Archbishop Charles J. Chaput of Philadelphia encouraged the people of his archdiocese to allow their hearts to burn with love for Christ as they work to renew the Church in the coming year.
“Building or rebuilding anything of value always takes effort,” he said in a Jan. 5 online column.
The archbishop's remarks will become a weekly feature on the site Catholicphilly.com, which he said will allow him to discuss “the life we share as a Church in a more direct, immediate way.”
Archbishop Chaput said that the greatest challenge faced by the archdiocese in 2012 will not be legal or financial, but pastoral.
Noting that the Catholic faith should never be a mere habit, he warned against spiritual problems such as a lukewarm faith that is void of zeal and a desire to fit in and live comfortably.
These “shadows” affect everyone, he said, and they can draw us away from Christ.
The archbishop asked the people of Philadelphia to renew their love for Christ as they seek to address the challenges of the new year.
Among the difficulties faced by the archdiocese is the need to restructure the education system in order to provide greater strength and stability.
After a year of examining Catholic education in Philadelphia – a process that was begun under the archbishop’s predecessor, Cardinal Justin F. Rigali – a Blue Ribbon Commission report was released on Jan. 6 indicating that more than 40 schools in the archdiocese cannot be financially sustained and will likely need to be closed or merged.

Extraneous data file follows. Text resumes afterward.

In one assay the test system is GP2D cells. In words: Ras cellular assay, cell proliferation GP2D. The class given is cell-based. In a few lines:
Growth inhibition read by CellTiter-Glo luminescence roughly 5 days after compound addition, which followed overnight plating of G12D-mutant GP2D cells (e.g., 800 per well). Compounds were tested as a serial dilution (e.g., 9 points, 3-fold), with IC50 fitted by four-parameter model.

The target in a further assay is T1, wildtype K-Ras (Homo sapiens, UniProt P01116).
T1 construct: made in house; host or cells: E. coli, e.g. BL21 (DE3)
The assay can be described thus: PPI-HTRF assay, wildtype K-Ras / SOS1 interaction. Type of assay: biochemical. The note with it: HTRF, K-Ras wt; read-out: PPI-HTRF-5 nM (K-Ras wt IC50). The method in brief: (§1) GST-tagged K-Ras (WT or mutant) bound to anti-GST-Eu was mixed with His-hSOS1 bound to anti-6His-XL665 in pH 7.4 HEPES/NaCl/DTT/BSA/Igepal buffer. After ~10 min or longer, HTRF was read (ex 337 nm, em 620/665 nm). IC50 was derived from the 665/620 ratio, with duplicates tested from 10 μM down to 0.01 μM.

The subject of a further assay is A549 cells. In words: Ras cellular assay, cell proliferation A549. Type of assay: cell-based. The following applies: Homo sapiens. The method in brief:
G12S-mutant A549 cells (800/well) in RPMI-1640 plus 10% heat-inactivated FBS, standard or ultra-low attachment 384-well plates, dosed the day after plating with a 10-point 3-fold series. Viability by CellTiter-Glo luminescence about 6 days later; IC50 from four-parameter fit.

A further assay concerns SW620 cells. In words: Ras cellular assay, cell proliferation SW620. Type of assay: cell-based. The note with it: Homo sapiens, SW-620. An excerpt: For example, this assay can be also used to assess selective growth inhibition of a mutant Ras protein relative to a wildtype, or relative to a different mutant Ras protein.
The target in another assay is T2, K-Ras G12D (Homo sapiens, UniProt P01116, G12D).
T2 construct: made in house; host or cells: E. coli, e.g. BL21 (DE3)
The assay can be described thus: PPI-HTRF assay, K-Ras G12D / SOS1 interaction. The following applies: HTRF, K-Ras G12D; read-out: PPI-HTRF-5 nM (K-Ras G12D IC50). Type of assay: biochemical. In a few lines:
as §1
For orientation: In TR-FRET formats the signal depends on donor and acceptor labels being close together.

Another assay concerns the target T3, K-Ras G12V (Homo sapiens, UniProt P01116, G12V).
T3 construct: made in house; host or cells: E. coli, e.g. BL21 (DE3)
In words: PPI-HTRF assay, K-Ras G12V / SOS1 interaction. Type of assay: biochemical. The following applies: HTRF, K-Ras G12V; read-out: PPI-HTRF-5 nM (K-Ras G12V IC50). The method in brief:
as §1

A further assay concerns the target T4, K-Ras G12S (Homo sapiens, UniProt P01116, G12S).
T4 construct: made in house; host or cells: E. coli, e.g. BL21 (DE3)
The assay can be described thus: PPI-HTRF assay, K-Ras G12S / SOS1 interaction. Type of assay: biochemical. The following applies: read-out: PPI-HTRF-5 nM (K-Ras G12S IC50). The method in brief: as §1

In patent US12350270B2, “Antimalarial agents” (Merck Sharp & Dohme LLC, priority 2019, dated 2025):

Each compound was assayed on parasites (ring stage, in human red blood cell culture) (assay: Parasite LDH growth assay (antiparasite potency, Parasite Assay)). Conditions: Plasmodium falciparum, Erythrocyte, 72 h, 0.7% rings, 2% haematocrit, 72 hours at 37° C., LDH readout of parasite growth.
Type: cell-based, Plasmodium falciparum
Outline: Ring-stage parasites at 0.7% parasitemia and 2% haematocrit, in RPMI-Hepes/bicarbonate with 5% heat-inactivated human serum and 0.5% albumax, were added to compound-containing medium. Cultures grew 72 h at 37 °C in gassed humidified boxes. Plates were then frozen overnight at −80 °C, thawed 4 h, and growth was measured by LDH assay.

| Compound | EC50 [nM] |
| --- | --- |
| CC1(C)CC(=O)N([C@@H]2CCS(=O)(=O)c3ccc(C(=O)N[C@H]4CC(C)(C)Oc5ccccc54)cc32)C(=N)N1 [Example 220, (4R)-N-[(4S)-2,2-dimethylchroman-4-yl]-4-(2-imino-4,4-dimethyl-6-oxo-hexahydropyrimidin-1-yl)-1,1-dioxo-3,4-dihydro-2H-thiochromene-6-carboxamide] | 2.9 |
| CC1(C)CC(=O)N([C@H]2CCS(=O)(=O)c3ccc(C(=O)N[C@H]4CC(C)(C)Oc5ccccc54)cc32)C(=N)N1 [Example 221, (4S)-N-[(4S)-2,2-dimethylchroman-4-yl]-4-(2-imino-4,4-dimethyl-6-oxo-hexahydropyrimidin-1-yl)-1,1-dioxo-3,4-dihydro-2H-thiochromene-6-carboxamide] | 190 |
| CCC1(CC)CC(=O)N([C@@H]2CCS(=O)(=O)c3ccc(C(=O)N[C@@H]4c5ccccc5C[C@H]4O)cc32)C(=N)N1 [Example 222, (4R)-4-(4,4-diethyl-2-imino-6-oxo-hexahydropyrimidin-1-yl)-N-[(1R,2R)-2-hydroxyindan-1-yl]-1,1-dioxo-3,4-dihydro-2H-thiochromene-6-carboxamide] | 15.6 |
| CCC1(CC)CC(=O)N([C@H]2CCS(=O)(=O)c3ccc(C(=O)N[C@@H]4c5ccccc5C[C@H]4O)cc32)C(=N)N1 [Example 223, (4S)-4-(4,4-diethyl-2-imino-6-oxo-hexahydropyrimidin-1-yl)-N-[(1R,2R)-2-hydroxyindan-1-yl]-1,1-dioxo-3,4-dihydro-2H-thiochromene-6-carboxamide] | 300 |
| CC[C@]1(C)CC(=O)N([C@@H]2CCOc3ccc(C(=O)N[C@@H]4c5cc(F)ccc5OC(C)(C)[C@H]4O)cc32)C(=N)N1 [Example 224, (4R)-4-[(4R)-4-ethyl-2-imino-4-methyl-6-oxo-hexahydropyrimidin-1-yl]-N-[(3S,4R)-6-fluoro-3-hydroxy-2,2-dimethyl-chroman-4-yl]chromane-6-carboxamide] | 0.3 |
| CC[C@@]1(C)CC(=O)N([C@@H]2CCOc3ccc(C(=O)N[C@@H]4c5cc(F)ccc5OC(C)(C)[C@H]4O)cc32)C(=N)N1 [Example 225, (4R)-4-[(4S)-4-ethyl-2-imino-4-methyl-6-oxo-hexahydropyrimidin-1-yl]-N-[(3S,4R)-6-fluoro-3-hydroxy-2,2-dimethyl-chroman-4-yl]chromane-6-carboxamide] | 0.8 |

Archbishop Chaput said that “a careful pruning of our educational system” is necessary to build “the foundation for a new and stronger future for Catholic education in the Archdiocese.”
He called on the archdiocese to recover the spirit of Bishop John Neumann, an early bishop of Philadelphia, who “was famously frugal with himself, and famously generous in his love for others.”
Bishop Neumann, who is known as one of the founders of Catholic education in the U.S., saw himself as a missionary first, said Archbishop Chaput.
The people of the archdiocese must have a similar approach, he explained, remembering that the proper goals of Catholic education are “the building up of the Church, the salvation of souls, the ennobling of young minds and the conversion of American culture.”
With God’s grace and hearts that are “truly on fire for Jesus Christ,” the archdiocese can overcome difficulties and help Catholic education to thrive once again, he said.
“Nothing great is ever accomplished without suffering,” the archbishop noted.
He called on the people of Philadelphia to give of their energy and devotion to restore the local Church. “She is worth every sacrifice we make to renew her.”